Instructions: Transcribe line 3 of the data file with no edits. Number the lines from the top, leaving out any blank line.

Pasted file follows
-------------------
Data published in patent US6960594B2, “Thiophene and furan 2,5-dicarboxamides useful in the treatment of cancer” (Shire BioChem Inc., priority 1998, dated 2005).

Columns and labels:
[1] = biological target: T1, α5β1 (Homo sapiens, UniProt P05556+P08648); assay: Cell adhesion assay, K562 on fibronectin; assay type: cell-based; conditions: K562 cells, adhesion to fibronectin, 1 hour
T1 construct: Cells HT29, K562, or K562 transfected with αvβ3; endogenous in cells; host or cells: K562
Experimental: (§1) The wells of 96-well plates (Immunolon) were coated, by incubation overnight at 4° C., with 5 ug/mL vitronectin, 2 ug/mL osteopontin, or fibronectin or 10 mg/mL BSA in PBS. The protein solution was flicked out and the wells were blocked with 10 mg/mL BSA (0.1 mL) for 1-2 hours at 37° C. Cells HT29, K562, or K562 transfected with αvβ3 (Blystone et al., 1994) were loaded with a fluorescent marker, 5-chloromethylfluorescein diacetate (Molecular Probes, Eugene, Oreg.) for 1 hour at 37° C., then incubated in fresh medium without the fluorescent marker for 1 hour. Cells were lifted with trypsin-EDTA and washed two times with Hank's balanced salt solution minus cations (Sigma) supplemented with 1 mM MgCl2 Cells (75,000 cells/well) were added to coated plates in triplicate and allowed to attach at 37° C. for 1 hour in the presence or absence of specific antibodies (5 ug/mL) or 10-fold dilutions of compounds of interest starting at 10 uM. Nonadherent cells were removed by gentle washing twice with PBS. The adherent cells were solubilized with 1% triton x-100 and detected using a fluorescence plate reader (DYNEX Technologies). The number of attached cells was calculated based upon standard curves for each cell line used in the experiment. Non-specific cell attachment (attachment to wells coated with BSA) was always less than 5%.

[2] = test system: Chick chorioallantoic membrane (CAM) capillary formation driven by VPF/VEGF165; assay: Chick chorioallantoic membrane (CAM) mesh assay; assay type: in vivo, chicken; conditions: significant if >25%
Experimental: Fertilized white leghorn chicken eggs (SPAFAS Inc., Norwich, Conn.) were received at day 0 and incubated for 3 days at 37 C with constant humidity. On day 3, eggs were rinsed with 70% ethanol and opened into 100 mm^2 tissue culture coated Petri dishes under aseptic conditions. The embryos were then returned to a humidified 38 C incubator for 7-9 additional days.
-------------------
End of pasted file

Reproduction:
[1] = biological target: T1, α5β1 (Homo sapiens, UniProt P05556+P08648); assay: Cell adhesion assay, K562 on fibronectin; assay type: cell-based; conditions: K562 cells, adhesion to fibronectin, 1 hour